Posts: 7,293 +65
Why it matters: While it's still months away from release, many people are comparing the Steam Deck to Nintendo's Switch, given that they're both handheld gaming machines. But one area where Nintendo has the edge is when its console is docked: the Switch gets a performance boost in this mode, while the Steam Deck won't.
Valve's Greg Coomer explained to PC Gamer that the company did consider adding a "higher power mode" to the Steam Deck that's activated when it's placed in a dock, "…but we didn't choose to make it a really high priority design target," he said. "We felt that it was actually better all things considered to not modify based on docked status or mobile status."
Valve has already confirmed that with the Steam Deck, which has a native 800p resolution, 30fps is "the floor of what we consider playable."
"We really wanted to prioritize for using it in what we thought would be the highest use case, which is actually mobile," Coomer continues. "And so since we were focusing on that, and we chose like a threshold where the machine will run well, and with a good frame rate with AAA games in that scenario. We didn't really feel like we should target also going after the dock scenario at higher resolutions. We wanted a simpler design target and to prioritize that."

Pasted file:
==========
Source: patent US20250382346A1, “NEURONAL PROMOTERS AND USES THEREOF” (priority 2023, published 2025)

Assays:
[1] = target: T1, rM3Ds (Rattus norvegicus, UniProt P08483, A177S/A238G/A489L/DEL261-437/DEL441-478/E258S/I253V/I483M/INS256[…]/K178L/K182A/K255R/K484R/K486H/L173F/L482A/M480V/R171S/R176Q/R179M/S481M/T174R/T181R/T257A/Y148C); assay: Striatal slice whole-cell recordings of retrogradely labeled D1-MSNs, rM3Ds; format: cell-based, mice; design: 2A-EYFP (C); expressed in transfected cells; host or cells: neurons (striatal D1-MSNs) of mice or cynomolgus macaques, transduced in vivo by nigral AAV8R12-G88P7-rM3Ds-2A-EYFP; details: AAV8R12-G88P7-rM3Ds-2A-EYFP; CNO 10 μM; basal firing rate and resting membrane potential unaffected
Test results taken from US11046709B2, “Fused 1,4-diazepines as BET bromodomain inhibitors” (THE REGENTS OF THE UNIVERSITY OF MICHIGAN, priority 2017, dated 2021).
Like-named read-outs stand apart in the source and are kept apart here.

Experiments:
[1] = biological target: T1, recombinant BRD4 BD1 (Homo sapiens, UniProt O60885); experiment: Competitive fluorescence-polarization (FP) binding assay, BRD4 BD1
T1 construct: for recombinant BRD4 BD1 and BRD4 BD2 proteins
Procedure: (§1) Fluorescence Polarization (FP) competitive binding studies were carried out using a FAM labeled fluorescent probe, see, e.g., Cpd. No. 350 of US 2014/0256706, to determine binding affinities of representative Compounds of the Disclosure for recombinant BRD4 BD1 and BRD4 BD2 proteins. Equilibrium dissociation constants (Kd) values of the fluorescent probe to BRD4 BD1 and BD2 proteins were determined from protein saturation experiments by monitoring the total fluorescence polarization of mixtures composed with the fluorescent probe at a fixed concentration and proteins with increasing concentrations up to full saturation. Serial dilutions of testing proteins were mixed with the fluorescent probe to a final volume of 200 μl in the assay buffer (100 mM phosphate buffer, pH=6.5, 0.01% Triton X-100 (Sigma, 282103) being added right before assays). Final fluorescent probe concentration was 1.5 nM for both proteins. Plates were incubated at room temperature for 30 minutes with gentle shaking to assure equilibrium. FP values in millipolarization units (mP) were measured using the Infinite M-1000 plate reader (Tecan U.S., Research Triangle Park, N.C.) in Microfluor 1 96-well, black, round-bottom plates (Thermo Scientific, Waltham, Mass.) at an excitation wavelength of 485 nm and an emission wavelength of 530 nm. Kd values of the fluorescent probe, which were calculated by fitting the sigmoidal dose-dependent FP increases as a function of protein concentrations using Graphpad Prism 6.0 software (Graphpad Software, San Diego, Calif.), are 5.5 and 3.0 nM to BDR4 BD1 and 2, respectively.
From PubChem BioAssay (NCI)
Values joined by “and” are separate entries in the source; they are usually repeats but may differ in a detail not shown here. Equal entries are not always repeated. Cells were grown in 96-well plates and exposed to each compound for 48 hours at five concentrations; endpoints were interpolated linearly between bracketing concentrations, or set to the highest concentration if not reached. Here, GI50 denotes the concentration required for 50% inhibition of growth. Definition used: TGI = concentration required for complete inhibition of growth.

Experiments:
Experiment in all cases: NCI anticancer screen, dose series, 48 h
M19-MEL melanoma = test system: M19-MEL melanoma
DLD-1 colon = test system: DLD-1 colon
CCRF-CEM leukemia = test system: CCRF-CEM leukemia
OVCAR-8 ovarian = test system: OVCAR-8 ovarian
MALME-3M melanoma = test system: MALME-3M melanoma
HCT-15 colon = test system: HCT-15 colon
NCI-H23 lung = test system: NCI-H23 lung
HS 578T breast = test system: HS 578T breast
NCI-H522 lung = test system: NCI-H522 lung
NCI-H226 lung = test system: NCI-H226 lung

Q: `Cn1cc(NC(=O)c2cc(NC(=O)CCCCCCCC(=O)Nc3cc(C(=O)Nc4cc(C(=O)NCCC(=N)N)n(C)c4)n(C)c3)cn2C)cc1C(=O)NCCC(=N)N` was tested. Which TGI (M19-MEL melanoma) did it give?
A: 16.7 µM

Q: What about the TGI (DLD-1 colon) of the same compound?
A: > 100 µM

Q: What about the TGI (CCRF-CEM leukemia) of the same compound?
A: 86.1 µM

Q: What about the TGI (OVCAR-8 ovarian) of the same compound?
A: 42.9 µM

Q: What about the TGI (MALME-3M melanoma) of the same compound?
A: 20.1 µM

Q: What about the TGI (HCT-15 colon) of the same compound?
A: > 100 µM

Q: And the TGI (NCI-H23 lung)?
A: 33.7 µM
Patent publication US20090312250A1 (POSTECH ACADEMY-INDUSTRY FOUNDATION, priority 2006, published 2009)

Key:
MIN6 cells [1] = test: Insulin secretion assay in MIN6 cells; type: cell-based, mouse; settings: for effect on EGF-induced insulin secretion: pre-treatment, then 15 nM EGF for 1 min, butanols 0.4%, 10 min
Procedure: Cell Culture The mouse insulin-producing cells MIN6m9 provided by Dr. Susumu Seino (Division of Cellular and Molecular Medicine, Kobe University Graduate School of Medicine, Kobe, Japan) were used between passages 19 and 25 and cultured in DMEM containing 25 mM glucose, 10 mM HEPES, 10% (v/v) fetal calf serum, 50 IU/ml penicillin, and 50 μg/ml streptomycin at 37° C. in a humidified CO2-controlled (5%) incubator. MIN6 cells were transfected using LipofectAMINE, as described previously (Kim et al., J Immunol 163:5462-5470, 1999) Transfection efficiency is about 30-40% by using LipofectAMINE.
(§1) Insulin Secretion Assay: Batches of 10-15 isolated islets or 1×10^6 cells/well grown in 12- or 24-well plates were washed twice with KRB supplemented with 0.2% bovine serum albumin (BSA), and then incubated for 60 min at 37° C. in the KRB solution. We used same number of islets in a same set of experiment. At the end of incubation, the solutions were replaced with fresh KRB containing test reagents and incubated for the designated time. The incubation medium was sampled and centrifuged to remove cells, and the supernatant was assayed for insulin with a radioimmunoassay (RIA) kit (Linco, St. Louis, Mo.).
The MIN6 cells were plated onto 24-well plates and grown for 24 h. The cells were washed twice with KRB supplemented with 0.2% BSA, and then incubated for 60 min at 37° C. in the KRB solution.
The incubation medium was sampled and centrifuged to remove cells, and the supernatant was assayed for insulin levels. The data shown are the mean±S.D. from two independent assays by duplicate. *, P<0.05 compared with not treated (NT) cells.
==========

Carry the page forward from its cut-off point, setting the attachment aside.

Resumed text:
The dock won't come bundled with the Steam Deck—it will be available separately for an as-yet-unannounced price—but a powered USB Type-C hub appears to work just as well, as Linus demonstrates below.
Steam Deck owners will be able to lower a game's settings or resolution like they do on a PC, which should improve its docked performance, and its open nature suggests users might eventually find ways to squeeze more performance out of the handheld.
Valve recently said that the experience it gained from its previous hardware endevors, including the notorious Steam Machines, aided in the Steam Deck's development. We also know that its UI is replacing Steam's Big Picture mode.